She also appeared in two episodes of "Glee," as the mother of Jane Lynch's Sue Sylvester. Then, she guested in "Hot in Cleveland," "Angie Tribeca," and "Hawaii-Five 0," playing the beloved aunt of protagonist Steve McGarrett (Alex O'Loughlin) in the latter. "I like the show very much, and I'm crazy about Alex, who plays McGarrett," she told WTOP. "We have some good scenes together and off camera and on camera we have a very good rapport."

Her lawsuit against Family Guy fizzled

Supermarket tabloids haven't been the only entities to feel the wrath of Carol Burnett and her lawyers. More than two decades after winning her lawsuit against the National Enquirer, in 2007 Burnett sued "Family Guy," the Fox animated series about the Griffin family of Quahog, Rhode Island. 

This time, Burnett wasn't suing for libel, but for copyright infringement, seeking $2 million in damages over an episode in which an animated version of Burnett's iconic "charwoman" character is seen mopping the floor of an adult bookstore. The studio responded dismissively. "'Family Guy,' like 'The Carol Burnett Show,' is famous for its pop culture parodies and satirical jabs at celebrities," a spokesman for 20th Century Fox Television said in a statement, as reported by Reuters. "We are surprised that Ms. Burnett, who has made a career of spoofing others on television, would go so far as to sue 'Family Guy' for a simple bit of comedy."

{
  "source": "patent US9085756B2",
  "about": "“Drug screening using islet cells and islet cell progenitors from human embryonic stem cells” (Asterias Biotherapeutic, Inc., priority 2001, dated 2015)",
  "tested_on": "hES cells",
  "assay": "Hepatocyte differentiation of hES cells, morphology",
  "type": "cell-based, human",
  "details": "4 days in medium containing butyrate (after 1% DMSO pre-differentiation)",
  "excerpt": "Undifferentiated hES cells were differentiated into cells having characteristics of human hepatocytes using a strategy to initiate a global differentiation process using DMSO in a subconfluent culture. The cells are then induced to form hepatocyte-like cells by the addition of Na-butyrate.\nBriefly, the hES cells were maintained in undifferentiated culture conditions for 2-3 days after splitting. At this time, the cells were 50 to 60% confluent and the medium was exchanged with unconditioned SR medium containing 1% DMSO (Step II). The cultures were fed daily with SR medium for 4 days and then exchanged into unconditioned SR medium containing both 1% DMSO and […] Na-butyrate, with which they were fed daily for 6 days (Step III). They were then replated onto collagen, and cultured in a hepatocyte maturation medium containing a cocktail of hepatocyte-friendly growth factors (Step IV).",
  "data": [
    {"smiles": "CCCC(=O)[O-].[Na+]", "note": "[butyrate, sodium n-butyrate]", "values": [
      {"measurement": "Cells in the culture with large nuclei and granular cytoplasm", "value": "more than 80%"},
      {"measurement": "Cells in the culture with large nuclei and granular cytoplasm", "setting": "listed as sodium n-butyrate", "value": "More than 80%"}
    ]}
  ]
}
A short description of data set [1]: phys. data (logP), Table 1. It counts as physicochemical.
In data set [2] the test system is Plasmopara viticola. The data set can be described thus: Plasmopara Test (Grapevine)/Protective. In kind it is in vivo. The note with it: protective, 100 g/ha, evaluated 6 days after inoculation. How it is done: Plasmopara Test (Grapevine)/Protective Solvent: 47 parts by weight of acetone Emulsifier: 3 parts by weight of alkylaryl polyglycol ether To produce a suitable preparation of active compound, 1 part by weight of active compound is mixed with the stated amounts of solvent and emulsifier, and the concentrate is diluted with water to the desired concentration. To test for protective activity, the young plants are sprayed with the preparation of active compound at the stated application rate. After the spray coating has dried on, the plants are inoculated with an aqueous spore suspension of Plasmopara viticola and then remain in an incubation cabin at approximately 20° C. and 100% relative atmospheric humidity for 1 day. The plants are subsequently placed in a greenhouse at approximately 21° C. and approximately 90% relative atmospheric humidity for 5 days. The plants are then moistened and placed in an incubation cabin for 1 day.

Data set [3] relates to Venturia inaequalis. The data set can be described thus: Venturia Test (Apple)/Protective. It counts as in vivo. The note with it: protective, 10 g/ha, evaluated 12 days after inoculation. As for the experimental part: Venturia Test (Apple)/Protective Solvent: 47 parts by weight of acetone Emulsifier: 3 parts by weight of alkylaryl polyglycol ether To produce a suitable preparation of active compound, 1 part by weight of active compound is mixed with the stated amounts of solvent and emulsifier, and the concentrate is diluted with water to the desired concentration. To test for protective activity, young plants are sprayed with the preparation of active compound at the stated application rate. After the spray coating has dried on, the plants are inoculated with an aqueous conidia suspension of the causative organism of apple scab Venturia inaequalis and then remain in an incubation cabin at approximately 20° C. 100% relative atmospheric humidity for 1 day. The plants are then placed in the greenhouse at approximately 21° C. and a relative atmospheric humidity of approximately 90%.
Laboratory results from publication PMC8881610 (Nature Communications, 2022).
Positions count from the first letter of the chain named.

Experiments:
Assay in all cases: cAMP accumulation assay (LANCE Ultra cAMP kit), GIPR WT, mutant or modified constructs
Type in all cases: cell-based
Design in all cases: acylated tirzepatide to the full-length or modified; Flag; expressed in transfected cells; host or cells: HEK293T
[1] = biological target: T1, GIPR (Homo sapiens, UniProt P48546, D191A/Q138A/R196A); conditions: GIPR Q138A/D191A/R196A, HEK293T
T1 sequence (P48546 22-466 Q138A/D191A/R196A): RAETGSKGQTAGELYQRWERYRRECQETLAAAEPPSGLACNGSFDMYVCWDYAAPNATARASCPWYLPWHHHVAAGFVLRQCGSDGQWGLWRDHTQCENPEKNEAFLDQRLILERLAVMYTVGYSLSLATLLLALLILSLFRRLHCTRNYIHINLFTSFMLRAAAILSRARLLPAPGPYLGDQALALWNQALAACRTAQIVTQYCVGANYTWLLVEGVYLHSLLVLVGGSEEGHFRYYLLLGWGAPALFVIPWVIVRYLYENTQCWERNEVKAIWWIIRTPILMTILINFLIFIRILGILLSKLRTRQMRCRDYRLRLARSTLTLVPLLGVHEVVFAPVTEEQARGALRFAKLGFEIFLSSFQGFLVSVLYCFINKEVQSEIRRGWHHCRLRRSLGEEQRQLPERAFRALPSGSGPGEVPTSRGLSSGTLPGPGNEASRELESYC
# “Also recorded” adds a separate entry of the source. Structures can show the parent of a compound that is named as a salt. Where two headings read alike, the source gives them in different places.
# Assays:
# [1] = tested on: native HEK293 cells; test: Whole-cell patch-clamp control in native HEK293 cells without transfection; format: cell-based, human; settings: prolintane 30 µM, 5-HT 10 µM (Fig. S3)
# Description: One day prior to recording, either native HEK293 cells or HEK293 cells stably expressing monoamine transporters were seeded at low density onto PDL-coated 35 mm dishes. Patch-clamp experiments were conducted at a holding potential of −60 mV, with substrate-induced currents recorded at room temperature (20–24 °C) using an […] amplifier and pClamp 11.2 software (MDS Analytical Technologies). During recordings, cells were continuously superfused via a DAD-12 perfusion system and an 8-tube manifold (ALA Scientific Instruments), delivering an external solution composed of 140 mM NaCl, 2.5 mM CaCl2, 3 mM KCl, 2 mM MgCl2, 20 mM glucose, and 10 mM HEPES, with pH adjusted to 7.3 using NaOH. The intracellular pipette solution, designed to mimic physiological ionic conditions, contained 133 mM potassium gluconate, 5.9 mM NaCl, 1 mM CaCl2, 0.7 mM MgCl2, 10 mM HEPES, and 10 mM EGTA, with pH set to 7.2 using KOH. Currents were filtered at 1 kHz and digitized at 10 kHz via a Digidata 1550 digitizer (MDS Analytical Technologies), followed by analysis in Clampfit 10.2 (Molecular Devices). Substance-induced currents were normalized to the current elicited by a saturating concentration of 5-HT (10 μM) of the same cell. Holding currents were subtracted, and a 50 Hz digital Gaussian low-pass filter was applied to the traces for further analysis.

Unlike her earlier lawsuit, Burnett did not prevail in court. The judge dismissed her suit, ruling that the protections contained within the First Amendment permitted "Family Guy" to poke fun at public figures, including Burnett. 

A late-in-life TV comeback

While Carol Burnett's film and television output slowed down in recent years — understandable, given she celebrated her 90th birthday in 2023 — she continued to remain busy. That was certainly the case in 2022, when she guest-starred in the critically acclaimed drama "Better Call Saul," a prequel spinoff of "Breaking Bad." As she explained in an AMC interview, she's become friendly with Vince Gilligan, the creator of both series, and angled for a part. "I said, 'Listen, I'll go in and say one sentence. I don't care! But I would love to be a part of the show,'" she recalled.

Burnett was next cast in an even better role, playing society doyenne Norma Dellacorte in the 2024 Apple TV+ comedy series "Palm Royale," starring Kristen Wiig. While appearing on a panel during the Television Critics Association press tour in February 2024, Burnett told journalists that when offered "Palm Royale," she didn't need to read the script before signing on. "All I had to do was hear who was going to be in it: Kristen [Wiig], Laura [Dern], Ricky [Martin] — it's just an incredible cast," she said, via Deadline. "I wanted to work with these people and get to know them ... Of course, in the first few episodes, I'm in a coma and I still got paid. So it was a slam dunk."

As Burnett continues to be a comedy force, she and her fans continue to be glad they had this time together.